Senate Democrats said Thursday that strong momentum is building within the caucus to tackle energy reform this year — but with few specifics detailed after a closed-door caucus meeting, a path forward remains unclear.
Sen. Maria Cantwell (D-Wash.) described the meeting as “more a why I think this is important’ discussion” among caucus members.
Sen. Joe Lieberman (ID-Conn.), who caucuses with Democrats and is the co-sponsor of sweeping energy legislation, said he noticed “a confidence that if we get together and lead, we can get this done.”
“There was a powerful unity in the caucus,” Lieberman added. “And I have more confidence than I have in the past that we’re going to be able to pass a strong, comprehensive clean energy bill that makes polluters pay.”
But when asked what a bill might include, neither Member offered details. They maintained they wanted to push a proposal to the floor next month, and that Majority Leader Harry Reid (D-Nev.) would be tasked with harmonizing the caucus and the dueling bills into one package that could win the support of 60 Senators.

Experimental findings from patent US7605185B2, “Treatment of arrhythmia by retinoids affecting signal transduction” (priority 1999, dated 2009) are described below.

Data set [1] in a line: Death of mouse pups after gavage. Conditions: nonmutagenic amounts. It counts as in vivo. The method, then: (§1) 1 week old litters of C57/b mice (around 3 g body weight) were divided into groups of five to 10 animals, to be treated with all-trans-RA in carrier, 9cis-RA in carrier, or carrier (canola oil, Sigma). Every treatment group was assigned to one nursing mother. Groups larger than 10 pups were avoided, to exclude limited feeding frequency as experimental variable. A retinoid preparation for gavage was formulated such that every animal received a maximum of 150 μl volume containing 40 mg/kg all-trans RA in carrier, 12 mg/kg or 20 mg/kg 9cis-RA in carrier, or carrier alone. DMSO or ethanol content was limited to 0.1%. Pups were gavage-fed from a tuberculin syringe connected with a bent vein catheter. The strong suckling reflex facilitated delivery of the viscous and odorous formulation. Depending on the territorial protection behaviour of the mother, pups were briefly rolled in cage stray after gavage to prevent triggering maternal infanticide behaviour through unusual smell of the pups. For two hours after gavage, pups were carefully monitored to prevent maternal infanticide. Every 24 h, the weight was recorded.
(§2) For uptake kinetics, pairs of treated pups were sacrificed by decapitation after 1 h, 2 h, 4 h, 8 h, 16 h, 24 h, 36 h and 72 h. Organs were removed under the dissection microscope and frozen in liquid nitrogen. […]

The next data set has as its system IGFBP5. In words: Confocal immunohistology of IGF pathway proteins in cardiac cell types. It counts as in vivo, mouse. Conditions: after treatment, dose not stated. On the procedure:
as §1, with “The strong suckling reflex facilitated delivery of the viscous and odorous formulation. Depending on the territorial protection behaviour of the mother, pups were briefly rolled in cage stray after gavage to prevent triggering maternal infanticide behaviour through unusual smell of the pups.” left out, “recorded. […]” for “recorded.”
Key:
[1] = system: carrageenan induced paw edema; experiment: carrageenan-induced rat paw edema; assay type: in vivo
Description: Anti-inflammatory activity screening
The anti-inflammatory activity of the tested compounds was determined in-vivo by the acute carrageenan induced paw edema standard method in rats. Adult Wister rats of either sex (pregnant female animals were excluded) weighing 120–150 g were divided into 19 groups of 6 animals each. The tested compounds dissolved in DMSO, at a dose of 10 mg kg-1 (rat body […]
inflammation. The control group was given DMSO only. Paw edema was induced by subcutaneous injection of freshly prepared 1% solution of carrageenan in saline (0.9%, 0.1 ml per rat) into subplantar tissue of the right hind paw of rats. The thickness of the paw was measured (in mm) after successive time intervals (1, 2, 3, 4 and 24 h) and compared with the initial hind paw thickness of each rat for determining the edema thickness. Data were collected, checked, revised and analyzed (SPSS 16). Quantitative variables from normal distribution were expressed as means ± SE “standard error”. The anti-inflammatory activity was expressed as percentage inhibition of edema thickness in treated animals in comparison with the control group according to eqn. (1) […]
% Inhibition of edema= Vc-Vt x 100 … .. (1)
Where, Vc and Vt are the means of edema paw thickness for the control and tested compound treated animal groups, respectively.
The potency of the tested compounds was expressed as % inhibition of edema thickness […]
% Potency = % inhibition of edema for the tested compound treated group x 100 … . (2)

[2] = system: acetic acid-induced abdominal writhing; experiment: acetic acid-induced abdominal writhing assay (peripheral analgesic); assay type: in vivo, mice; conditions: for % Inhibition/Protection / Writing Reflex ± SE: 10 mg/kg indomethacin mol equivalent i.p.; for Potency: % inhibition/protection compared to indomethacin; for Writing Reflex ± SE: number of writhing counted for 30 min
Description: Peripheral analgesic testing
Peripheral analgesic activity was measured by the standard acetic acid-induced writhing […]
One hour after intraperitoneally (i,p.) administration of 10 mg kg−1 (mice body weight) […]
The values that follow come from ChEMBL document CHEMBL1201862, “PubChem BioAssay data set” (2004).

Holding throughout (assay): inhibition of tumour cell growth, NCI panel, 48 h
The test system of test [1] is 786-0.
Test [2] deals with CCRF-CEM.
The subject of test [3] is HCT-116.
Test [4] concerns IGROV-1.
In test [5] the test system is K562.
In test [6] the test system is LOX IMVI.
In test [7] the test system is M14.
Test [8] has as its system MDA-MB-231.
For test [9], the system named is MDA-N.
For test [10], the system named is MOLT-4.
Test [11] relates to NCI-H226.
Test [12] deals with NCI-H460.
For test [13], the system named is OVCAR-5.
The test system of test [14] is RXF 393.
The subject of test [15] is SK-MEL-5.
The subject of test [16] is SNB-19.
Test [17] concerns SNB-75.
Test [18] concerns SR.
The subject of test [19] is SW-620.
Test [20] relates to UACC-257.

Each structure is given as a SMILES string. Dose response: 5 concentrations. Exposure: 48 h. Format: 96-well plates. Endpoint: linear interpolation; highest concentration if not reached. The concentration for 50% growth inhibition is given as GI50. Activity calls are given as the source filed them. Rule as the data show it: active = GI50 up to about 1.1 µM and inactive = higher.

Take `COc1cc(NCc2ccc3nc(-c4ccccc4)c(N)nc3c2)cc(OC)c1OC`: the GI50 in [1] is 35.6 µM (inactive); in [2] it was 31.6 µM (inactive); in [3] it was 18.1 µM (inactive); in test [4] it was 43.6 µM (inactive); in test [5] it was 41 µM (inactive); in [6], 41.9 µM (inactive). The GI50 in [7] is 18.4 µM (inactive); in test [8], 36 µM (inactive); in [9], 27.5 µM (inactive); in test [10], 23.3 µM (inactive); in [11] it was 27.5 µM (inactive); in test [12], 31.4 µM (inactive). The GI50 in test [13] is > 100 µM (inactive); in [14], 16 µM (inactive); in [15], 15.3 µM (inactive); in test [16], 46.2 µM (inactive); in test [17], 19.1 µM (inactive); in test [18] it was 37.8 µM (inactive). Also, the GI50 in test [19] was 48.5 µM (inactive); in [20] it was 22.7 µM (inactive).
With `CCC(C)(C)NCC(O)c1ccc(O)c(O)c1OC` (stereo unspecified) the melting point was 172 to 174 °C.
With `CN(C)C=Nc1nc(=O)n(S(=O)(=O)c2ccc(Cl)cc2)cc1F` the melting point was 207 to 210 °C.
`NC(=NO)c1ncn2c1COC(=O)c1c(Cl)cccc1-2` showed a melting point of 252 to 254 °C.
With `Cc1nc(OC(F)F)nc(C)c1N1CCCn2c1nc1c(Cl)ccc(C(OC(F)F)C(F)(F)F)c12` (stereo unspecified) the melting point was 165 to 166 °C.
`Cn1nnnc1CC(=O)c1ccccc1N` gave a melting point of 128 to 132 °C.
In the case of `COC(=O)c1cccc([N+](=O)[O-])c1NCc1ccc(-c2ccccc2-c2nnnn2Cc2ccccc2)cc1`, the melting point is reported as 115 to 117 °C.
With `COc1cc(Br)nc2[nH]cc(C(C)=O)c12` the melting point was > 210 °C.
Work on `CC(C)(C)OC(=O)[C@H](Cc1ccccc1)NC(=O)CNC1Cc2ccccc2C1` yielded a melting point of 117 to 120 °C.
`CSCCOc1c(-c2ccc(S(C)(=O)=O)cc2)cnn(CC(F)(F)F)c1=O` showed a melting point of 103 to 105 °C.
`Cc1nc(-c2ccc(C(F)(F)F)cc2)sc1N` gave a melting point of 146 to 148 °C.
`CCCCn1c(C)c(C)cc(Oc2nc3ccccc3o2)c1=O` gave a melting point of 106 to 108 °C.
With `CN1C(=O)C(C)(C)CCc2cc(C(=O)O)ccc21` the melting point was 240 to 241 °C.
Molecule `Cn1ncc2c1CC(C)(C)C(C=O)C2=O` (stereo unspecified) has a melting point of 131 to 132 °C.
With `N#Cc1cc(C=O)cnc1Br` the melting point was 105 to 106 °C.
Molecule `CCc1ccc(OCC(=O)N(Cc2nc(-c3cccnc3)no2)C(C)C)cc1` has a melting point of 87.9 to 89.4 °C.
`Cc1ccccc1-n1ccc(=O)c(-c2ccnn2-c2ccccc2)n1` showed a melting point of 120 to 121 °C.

“We’re going to write a bill that can pass the Senate,” Reid said after the Democrats’ meeting. “My caucus is ready to get to work, but we need the cooperation of brave Republicans.”
Sen. John Kerry (D-Mass.), who negotiated with Lieberman and Sen. Lindsey Graham (R-S.C.) on climate change legislation, which Graham dropped and has since criticized, also called on GOPers to join the effort.
“We’re convinced that we can do it,” Kerry said. “We obviously need some Republicans to stand up and be with us, but we’re determined to bring a bill to the floor of the Senate.”
Democrats concerned about the political risks of taking up climate change in an election year were looking forward to seeking guidance at a bipartisan White House meeting this week, which was postponed because of scheduling conflicts. The meeting has yet to be rescheduled, although Reid said Thursday that he was “looking forward” to the gathering.